Imaging Factory performance

I’ve been experimenting recently with building a Hydration Imaging Factory on one of my servers. A Hydration Factory is a Windows Host that constructs Windows images for use in deployment.

Perhaps you have a simple setup in your environment using MDT LiteTouch. This could be something like a task sequence that installs Windows 7 x64, runs Windows Update, syspreps and captures back to a *.wim file. Or perhaps you have a laundry list of applications that need to be installed in your corporate standardized image for VDI scenarios. With the correct settings in your CustomSettings.ini file, this process could be fully automated, and repeatable. Spin up a Virutal Machine and 30 minutes later you have a new install.wim file.

A Hydration Imaging Factory will combine the automation of MDT LiteTouch with some PowerShell automation to build out a list of virtual machines.

Configuration

I’ve been spending some time trying to make my Hydration Factory system modular, and right now I can kick off a new build and my Host.
In my system:

  • All images are fully patched and have IE 11 and the KMDF
  • Some images are “Min” – No applications, just Updated/Patched
  • Some images are “Full” – Applications like Adobe Reader, Chrome, VCRT, etc.
  • I also create a Hyper-V specific versions (PersistAllDeviceInstalls)
  • I have packages for Office and SQL, but did not include below
  • I run a dism /clean command just before sysprep to trim the images
  • Results

    Given my host test machine (Simple single processor multi-core desktop, i7, 32GB of ram, and multiple SSD Drives). It took about 7 hours to build out the following Virtual Machines.


    4,080,851,813 WIN10STPX64.SRV.Full.HV.WIM
    4,080,982,651 WIN10STPX64.SRV.Full.WIM
    3,954,997,709 WIN10STPX64.SRV.Min.Core.HV.WIM
    3,955,009,907 WIN10STPX64.SRV.Min.Core.WIM
    3,955,336,881 WIN10STPX64.SRV.Min.HV.WIM
    3,955,175,443 WIN10STPX64.SRV.Min.WIM
    3,882,925,692 WIN10TPX64.ENT.Full.HV.WIM
    3,882,213,922 WIN10TPX64.ENT.Full.WIM
    3,754,245,946 WIN10TPX64.ENT.Min.HV.WIM
    3,754,582,199 WIN10TPX64.ENT.Min.WIM
    2,989,545,883 WIN10TPX86.ENT.Full.HV.WIM
    2,992,590,857 WIN10TPX86.ENT.Full.WIM
    2,921,467,219 WIN10TPX86.ENT.Min.HV.WIM
    2,921,762,549 WIN10TPX86.ENT.Min.WIM
    5,775,824,112 WIN2008R2SP1.Full.HV.WIM
    5,775,798,368 WIN2008R2SP1.Full.WIM
    4,618,522,652 WIN2008R2SP1.Min.HV.WIM
    4,618,521,668 WIN2008R2SP1.Min.WIM
    4,921,167,148 WIN2012R2U.Full.HV.WIM
    4,921,555,872 WIN2012R2U.Full.WIM
    4,513,623,325 WIN2012R2U.Min.Core.HV.WIM
    4,554,749,492 WIN2012R2U.Min.Core.WIM
    4,451,558,474 WIN2012R2U.Min.HV.WIM
    4,459,989,734 WIN2012R2U.Min.WIM
    5,955,716,470 WIN7SP1X64EVAL.Full.HV.WIM
    5,751,198,710 WIN7SP1X64EVAL.Full.WIM
    4,761,940,473 WIN7SP1X64EVAL.Min.HV.WIM
    4,776,248,329 WIN7SP1X64EVAL.Min.WIM
    4,223,192,736 WIN7SP1X86EVAL.Full.HV.WIM
    4,179,078,039 WIN7SP1X86EVAL.Full.WIM
    3,440,522,203 WIN7SP1X86EVAL.Min.HV.WIM
    3,440,523,165 WIN7SP1X86EVAL.Min.WIM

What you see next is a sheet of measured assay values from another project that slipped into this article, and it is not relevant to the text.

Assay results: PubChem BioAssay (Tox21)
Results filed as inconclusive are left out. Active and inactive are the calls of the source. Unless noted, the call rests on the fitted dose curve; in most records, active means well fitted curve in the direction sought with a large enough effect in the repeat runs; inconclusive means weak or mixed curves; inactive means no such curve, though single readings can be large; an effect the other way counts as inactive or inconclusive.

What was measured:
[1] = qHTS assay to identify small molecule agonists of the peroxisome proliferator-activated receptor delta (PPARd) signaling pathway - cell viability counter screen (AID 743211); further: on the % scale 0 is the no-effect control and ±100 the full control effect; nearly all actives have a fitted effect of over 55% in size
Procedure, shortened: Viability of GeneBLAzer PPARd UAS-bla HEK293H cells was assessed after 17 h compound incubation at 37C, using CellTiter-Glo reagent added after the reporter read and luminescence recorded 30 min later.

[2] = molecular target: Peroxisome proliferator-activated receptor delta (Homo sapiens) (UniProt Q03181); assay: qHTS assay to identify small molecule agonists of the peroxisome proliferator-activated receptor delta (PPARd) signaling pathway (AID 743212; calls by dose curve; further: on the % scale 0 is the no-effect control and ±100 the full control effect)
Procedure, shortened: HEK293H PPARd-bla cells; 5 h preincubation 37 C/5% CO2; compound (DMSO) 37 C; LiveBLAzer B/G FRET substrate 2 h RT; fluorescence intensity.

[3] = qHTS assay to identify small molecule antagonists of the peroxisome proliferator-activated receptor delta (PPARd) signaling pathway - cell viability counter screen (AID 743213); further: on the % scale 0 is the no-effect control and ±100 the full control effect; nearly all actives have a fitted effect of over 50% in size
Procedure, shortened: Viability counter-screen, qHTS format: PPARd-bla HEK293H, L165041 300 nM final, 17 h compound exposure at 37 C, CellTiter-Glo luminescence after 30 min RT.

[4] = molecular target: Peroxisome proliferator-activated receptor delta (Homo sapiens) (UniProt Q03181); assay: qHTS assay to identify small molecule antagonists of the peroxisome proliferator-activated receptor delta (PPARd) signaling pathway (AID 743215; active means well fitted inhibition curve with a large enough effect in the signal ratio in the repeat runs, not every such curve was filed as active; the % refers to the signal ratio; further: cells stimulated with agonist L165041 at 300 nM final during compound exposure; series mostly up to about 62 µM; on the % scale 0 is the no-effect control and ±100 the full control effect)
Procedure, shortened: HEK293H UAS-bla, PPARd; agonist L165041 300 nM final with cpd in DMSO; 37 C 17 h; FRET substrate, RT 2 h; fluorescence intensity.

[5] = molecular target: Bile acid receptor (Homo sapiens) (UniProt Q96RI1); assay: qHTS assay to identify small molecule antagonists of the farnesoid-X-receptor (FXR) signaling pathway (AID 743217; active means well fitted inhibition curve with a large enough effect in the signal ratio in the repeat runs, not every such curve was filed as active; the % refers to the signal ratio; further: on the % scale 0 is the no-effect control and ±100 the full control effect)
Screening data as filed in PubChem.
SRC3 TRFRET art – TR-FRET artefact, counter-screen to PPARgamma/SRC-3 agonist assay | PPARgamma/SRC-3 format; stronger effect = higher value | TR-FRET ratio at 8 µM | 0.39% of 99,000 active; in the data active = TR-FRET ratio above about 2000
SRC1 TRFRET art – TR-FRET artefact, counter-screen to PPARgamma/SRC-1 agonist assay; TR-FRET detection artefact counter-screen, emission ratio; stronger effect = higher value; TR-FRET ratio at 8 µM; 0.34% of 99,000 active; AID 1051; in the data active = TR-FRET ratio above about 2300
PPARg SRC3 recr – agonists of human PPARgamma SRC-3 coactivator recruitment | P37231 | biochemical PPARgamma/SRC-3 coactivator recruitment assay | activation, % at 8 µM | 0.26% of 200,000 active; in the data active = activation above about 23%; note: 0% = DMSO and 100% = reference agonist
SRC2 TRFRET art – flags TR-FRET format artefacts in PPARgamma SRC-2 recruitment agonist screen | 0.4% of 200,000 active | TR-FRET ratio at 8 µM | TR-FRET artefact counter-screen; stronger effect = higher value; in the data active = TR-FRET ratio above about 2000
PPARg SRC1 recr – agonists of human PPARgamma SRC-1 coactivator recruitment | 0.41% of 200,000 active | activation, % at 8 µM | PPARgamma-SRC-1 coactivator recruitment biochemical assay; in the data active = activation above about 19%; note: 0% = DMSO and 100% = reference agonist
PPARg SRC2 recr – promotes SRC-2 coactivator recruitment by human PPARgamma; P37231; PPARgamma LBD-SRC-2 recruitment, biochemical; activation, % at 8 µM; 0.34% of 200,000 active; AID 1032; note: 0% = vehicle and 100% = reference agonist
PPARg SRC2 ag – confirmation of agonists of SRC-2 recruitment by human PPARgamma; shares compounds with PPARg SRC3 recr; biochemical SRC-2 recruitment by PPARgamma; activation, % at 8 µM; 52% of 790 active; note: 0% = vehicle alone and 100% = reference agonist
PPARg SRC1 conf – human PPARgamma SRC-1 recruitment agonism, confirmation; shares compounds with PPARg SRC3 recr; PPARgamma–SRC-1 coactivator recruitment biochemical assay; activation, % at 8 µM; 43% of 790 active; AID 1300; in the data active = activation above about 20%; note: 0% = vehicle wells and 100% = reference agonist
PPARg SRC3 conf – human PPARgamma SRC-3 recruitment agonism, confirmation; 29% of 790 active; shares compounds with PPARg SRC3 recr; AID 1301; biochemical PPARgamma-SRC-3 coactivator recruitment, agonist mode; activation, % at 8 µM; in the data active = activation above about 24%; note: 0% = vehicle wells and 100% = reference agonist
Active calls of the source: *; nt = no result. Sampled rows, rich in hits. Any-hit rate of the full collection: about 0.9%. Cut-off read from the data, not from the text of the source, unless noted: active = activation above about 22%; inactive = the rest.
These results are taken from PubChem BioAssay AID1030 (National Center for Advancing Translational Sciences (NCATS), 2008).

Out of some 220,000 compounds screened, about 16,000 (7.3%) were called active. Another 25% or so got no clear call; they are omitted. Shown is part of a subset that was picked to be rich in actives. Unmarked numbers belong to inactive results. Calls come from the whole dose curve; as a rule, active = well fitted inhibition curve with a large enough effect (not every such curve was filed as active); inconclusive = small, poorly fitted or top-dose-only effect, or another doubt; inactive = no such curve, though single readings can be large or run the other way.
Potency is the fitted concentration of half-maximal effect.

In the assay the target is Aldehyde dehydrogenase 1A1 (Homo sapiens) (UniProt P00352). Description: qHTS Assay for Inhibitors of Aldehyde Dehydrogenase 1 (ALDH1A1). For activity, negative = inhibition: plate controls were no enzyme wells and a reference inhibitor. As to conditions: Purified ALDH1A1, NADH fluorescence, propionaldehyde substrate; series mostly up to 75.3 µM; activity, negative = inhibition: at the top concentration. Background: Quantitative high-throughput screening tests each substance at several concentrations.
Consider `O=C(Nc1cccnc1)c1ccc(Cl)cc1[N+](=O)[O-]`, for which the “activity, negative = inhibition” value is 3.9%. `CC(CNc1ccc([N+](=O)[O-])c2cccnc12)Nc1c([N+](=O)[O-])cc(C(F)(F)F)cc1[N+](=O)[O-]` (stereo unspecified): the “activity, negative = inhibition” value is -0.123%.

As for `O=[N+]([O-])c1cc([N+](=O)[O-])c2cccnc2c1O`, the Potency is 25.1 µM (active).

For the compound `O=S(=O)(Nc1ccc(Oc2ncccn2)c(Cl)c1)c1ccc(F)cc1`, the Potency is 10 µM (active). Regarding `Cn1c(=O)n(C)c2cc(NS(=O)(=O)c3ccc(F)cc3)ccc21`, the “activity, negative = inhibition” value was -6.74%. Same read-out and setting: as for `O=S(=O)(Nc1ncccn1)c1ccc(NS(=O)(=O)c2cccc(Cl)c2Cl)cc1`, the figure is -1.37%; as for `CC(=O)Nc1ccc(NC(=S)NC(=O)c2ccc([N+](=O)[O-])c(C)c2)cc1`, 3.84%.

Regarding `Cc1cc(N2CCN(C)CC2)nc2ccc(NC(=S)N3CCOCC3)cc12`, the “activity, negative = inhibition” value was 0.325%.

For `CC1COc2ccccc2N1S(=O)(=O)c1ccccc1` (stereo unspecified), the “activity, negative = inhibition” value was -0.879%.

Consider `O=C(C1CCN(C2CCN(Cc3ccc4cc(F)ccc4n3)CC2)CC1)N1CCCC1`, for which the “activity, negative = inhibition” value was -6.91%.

5,443,684,448 WIN81UX64EVAL.Full.HV.WIM
    5,442,443,606 WIN81UX64EVAL.Full.WIM
    4,723,143,084 WIN81UX64EVAL.Min.HV.WIM
    4,722,734,367 WIN81UX64EVAL.Min.WIM
    4,278,679,489 WIN81UX86EVAL.Full.HV.WIM
    4,277,099,032 WIN81UX86EVAL.Full.WIM
    3,648,938,088 WIN81UX86EVAL.Min.HV.WIM
    3,650,404,303 WIN81UX86EVAL.Min.WIM
    40 File(s) 172,408,546,058 bytes

    Post Processing

    I have scripts to merge similar install wims together to save space. This is similar to what Microsoft does with the Windows Release DVD’s, putting multiple SKU’s in the same *.wim file.


    4,298,516,365 WIN10STPX64.SRV.wim
    4,053,529,276 WIN10TPX64.ENT.wim
    3,138,798,185 WIN10TPX86.ENT.wim
    6,750,236,116 WIN2008R2SP1.wim
    5,292,634,524 WIN2012R2U.wim
    6,785,580,325 WIN7SP1X64EVAL.wim
    5,080,754,294 WIN7SP1X86EVAL.wim
    6,067,072,626 WIN81UX64EVAL.wim
    4,684,309,077 WIN81UX86EVAL.wim
    9 File(s) 46,151,430,788 bytes

    Additionally, I tried out Johan’s Beyond Zip method to shrink files down even more…
    http://www.deploymentresearch.com/Research/tabid/62/EntryId/148/Beyond-Zip-How-to-store-183-GB-of-VMs-in-a-19-GB-file-using-PowerShell.aspx


    23,190,306,816 CapturePackage.vhdx

    From 160GB down to 21.6GB, an savings of about 87% Wow!

    Finally, I have other scripts to convert the *.wim images to *.vhdx files for easy import into Hyper-V or Azure. See my last post on persistalldeviceinstalls

    Uploading

    As a service, I’ve been thinking of uploading my updated/patched images for these Operating Systems (and more) to a public internet file sharing site like my OneDrive for Business account. Rebuilding everything from scratch every Patch Tuesday. One drive for business has 1TB for use, I could share the images, how cool would that be?

    First glitch is that OneDrive for Business still has the 2GB file limitation, so that would require splitting the files up into 2047MB chunks and reassembling later.

    However, my biggest problem right now is my ISP connection. Today, I was averaging about 11.14Mbps upload speed to OneDrive. To upload 42GB of Wim files to OneDrive for Business would take more than 8 hours, which is more time than it took to build the images in the first place. That combined with my ISP’s data caps, makes sharing this from my current office cost prohibitive.

    Customers

    Let me know if you are interested in setting up your own imaging factory environment. I’ve already done this for a large Video Chipset Mfg. And I can customize for your needs.

    KeithGa@DeploymentLive.com

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